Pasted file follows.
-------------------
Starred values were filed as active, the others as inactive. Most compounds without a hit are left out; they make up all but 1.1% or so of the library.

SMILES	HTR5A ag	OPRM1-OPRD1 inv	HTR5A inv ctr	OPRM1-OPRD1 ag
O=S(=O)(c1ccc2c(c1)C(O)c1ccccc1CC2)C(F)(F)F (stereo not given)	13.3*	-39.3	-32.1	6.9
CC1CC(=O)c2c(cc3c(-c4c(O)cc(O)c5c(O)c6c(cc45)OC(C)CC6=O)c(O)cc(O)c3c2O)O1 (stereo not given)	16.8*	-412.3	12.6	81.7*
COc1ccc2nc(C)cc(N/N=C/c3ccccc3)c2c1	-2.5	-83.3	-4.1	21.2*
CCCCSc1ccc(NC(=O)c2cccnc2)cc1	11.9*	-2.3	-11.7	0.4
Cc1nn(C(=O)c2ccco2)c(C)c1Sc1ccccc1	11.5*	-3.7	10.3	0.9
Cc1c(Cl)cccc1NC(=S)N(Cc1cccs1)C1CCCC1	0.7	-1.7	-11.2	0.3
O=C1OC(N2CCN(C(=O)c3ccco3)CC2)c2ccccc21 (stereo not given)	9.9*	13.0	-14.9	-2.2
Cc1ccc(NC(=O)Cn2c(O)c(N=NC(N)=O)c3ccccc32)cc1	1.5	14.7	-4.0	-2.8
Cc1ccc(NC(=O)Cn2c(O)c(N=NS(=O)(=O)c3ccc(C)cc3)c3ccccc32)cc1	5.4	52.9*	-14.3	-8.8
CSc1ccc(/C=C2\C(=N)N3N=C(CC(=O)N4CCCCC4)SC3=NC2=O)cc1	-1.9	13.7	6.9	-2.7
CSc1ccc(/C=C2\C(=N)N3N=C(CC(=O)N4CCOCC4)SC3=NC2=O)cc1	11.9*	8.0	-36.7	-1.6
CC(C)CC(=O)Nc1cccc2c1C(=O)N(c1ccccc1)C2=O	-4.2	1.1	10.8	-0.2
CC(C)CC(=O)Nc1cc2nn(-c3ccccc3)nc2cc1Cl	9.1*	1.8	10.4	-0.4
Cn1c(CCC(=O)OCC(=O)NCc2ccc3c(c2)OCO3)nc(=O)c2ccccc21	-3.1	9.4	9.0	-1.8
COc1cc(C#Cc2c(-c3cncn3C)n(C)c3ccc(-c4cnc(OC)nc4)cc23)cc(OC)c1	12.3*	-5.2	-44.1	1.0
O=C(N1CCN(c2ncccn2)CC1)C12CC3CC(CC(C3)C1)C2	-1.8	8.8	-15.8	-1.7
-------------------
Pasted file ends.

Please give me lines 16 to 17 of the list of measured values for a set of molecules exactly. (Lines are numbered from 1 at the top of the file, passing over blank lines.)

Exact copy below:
Cn1c(CCC(=O)OCC(=O)NCc2ccc3c(c2)OCO3)nc(=O)c2ccccc21	-3.1	9.4	9.0	-1.8
COc1cc(C#Cc2c(-c3cncn3C)n(C)c3ccc(-c4cnc(OC)nc4)cc23)cc(OC)c1	12.3*	-5.2	-44.1	1.0